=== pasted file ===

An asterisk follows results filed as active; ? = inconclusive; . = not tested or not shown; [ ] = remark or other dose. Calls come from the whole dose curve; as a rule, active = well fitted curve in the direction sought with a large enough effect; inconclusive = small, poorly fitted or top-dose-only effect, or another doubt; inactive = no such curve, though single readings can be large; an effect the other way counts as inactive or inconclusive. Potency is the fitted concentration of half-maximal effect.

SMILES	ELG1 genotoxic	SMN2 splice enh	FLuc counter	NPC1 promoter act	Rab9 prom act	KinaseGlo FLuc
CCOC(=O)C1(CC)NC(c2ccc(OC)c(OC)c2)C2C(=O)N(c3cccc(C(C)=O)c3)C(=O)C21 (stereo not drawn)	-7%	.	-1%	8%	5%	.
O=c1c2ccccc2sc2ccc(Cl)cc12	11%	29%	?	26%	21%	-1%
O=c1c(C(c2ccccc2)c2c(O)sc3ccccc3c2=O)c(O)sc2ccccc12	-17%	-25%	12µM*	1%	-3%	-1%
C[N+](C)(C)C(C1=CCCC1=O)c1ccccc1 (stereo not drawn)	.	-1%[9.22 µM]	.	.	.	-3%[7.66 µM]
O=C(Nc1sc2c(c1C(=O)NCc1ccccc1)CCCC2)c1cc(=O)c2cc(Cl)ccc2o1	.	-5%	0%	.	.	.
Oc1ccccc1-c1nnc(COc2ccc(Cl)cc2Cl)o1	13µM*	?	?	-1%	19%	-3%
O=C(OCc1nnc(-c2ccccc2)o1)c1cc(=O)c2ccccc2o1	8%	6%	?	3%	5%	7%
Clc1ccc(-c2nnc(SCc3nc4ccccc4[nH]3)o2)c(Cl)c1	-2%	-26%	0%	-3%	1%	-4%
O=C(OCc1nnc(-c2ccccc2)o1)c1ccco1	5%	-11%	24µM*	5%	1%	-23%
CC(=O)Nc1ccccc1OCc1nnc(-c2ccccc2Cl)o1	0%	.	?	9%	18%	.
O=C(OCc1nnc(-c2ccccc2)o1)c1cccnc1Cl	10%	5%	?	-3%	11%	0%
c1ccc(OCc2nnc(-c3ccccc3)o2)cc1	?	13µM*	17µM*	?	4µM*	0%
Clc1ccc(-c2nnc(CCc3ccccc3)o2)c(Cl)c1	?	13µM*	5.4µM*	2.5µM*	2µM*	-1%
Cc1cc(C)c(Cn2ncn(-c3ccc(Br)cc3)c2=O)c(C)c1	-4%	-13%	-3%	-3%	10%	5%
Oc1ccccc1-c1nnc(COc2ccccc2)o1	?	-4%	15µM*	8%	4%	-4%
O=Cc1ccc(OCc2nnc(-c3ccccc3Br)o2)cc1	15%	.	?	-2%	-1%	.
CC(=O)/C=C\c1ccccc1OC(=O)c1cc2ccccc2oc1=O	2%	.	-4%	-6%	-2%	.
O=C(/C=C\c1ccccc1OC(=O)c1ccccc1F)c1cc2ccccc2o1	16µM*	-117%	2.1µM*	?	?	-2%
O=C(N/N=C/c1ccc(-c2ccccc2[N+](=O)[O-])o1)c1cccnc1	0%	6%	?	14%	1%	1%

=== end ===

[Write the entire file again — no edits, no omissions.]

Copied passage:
An asterisk follows results filed as active; ? = inconclusive; . = not tested or not shown; [ ] = remark or other dose. Calls come from the whole dose curve; as a rule, active = well fitted curve in the direction sought with a large enough effect; inconclusive = small, poorly fitted or top-dose-only effect, or another doubt; inactive = no such curve, though single readings can be large; an effect the other way counts as inactive or inconclusive. Potency is the fitted concentration of half-maximal effect.

SMILES	ELG1 genotoxic	SMN2 splice enh	FLuc counter	NPC1 promoter act	Rab9 prom act	KinaseGlo FLuc
CCOC(=O)C1(CC)NC(c2ccc(OC)c(OC)c2)C2C(=O)N(c3cccc(C(C)=O)c3)C(=O)C21 (stereo not drawn)	-7%	.	-1%	8%	5%	.
O=c1c2ccccc2sc2ccc(Cl)cc12	11%	29%	?	26%	21%	-1%
O=c1c(C(c2ccccc2)c2c(O)sc3ccccc3c2=O)c(O)sc2ccccc12	-17%	-25%	12µM*	1%	-3%	-1%
C[N+](C)(C)C(C1=CCCC1=O)c1ccccc1 (stereo not drawn)	.	-1%[9.22 µM]	.	.	.	-3%[7.66 µM]
O=C(Nc1sc2c(c1C(=O)NCc1ccccc1)CCCC2)c1cc(=O)c2cc(Cl)ccc2o1	.	-5%	0%	.	.	.
Oc1ccccc1-c1nnc(COc2ccc(Cl)cc2Cl)o1	13µM*	?	?	-1%	19%	-3%
O=C(OCc1nnc(-c2ccccc2)o1)c1cc(=O)c2ccccc2o1	8%	6%	?	3%	5%	7%
Clc1ccc(-c2nnc(SCc3nc4ccccc4[nH]3)o2)c(Cl)c1	-2%	-26%	0%	-3%	1%	-4%
O=C(OCc1nnc(-c2ccccc2)o1)c1ccco1	5%	-11%	24µM*	5%	1%	-23%
CC(=O)Nc1ccccc1OCc1nnc(-c2ccccc2Cl)o1	0%	.	?	9%	18%	.
O=C(OCc1nnc(-c2ccccc2)o1)c1cccnc1Cl	10%	5%	?	-3%	11%	0%
c1ccc(OCc2nnc(-c3ccccc3)o2)cc1	?	13µM*	17µM*	?	4µM*	0%
Clc1ccc(-c2nnc(CCc3ccccc3)o2)c(Cl)c1	?	13µM*	5.4µM*	2.5µM*	2µM*	-1%
Cc1cc(C)c(Cn2ncn(-c3ccc(Br)cc3)c2=O)c(C)c1	-4%	-13%	-3%	-3%	10%	5%
Oc1ccccc1-c1nnc(COc2ccccc2)o1	?	-4%	15µM*	8%	4%	-4%
O=Cc1ccc(OCc2nnc(-c3ccccc3Br)o2)cc1	15%	.	?	-2%	-1%	.
CC(=O)/C=C\c1ccccc1OC(=O)c1cc2ccccc2oc1=O	2%	.	-4%	-6%	-2%	.
O=C(/C=C\c1ccccc1OC(=O)c1ccccc1F)c1cc2ccccc2o1	16µM*	-117%	2.1µM*	?	?	-2%
O=C(N/N=C/c1ccc(-c2ccccc2[N+](=O)[O-])o1)c1cccnc1	0%	6%	?	14%	1%	1%